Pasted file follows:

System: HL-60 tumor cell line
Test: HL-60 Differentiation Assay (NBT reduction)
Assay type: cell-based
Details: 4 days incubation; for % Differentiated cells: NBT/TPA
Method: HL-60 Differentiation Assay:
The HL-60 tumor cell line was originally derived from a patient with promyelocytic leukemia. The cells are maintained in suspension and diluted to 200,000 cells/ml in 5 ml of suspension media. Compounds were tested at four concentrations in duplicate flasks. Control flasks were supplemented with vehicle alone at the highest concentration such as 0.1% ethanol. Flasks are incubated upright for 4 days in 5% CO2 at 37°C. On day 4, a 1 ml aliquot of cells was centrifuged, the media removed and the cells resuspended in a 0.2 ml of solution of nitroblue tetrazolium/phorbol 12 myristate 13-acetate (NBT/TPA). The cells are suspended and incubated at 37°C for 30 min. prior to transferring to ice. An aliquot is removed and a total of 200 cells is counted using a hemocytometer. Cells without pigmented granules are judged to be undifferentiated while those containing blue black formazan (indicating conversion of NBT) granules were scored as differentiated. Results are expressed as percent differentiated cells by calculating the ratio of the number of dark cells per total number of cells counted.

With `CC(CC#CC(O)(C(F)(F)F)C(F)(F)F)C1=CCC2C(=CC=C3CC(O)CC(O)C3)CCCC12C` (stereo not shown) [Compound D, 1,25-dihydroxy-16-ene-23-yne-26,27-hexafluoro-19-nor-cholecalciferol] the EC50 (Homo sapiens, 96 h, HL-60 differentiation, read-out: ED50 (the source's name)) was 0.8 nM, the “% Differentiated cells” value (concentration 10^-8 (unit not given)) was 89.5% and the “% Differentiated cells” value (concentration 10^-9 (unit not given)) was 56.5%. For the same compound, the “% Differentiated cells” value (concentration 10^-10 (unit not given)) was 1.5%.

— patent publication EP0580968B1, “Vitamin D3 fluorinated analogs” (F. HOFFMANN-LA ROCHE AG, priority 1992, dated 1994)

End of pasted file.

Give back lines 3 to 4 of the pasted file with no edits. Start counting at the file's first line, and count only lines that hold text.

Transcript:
Assay type: cell-based
Details: 4 days incubation; for % Differentiated cells: NBT/TPA